“Dear Sir,

I wish to refer to your agreement dated 25th August 2010, for the construction of a commercial building – 4 apartments – at Sailfish Estate, to be handed over, fully completed within a maximum period of 25 weeks.

As it is apparent that the work is not going to be completed by the 31st July 2011, I wish to give you notice that I will be applying liquidated ascertained damages of Rs 4,650.00 per week, until such time that the work is fully completed. The said liquidated ascertained damages will be deducted and limited to 30% of the contract sum.

Sd: GeminaSophola”

[8]               According to the plaintiff, the defendant did not do the work as per the plan and the roof was defective and the planning authority after their visit to the site asked the plaintiff to stop the work and rectify the defects. Hence, she claimed Rs 450,000.00 for dismantling and rectifying the defects.

[9]               The Plaintiff thus claims loss and damages for incomplete works, loss of rental revenue and loss for the dismantled parts of the buildings. She is also claiming moral damages in the sum of Rs 100,000 for the mental trauma she underwent due to breach of contract by the defendant and the resultant default in the repayment of her bank loan and the accumulation of interests on the principal amount.

[10]           In view of all the above, the plaintiff urged the Court to dismiss the defendant’s counterclaim and enter judgment for the plaintiff and against the Defendant in the sum of Rs1,379,600 with interests at the current bank rate and with costs.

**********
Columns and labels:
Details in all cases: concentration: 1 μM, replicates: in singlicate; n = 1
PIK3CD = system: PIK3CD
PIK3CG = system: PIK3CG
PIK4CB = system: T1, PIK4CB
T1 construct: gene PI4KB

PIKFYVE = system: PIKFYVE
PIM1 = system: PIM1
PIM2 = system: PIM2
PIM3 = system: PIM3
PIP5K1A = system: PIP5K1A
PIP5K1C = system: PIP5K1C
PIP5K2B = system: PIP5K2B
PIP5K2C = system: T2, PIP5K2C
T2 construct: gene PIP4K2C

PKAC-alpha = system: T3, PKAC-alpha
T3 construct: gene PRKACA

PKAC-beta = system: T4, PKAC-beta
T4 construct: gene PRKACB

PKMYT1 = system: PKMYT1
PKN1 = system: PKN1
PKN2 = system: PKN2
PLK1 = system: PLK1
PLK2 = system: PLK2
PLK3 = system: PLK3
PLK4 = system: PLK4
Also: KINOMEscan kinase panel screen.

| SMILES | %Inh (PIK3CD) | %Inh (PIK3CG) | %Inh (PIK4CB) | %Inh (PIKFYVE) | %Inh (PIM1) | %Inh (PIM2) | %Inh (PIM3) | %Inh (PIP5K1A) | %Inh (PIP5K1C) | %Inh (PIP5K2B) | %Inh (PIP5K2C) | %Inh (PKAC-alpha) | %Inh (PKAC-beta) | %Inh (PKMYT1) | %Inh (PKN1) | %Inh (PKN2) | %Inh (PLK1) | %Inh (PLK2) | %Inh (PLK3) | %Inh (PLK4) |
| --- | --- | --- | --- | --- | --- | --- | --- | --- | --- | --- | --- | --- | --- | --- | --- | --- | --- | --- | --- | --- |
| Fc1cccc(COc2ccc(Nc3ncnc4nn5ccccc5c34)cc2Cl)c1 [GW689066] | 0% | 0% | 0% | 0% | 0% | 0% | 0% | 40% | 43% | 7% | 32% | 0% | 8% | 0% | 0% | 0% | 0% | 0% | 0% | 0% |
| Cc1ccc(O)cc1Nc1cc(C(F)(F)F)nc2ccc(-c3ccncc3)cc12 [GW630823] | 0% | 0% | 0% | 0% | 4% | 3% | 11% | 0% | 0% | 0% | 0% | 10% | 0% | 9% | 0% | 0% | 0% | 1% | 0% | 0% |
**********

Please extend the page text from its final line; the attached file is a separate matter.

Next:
[11]           On the other side, the defendant testified in essence that he suspended the work at the site since the Plaintiff refused to pay him the price for the works he had completed, which sums were due and payable to him as per the agreement. He stated that the initial contract was revised from Rs 1,691,221.88 to Rs 2,056,955.41 He further claimed that the Plaintiff owed him Rs 439,787.51 because of the extra work he did for the plaintiff in putting up a concrete road and boundary wall. He also stated that the Plaintiff had by June 2011 paid only Rs 1,514,320.12. When crossed examined on this discrepancy he stated that that was a mistake and he revised his figure later. The Defendant also stated that he was asked by the Plaintiff to build a concrete road and two external walls due to the nature of the site. He said he had a close relationship with the Plaintiff in the early days when they were both working for the ruling party SPPF. He admitted that he was the one who drafted the contract, fixed the contract sum and all the details pertaining to the building. However he admitted that there was no written alteration to the initial contract and no written request for extra payments for the extra works carried out by him. The Defendant did admit in cross examination that he did not make any claim whatsoever for extra work either by letter or an additional clause in the agreement. He only stated that he did not see the necessity to sign any contract as his relationship with the plaintiff was based on trust.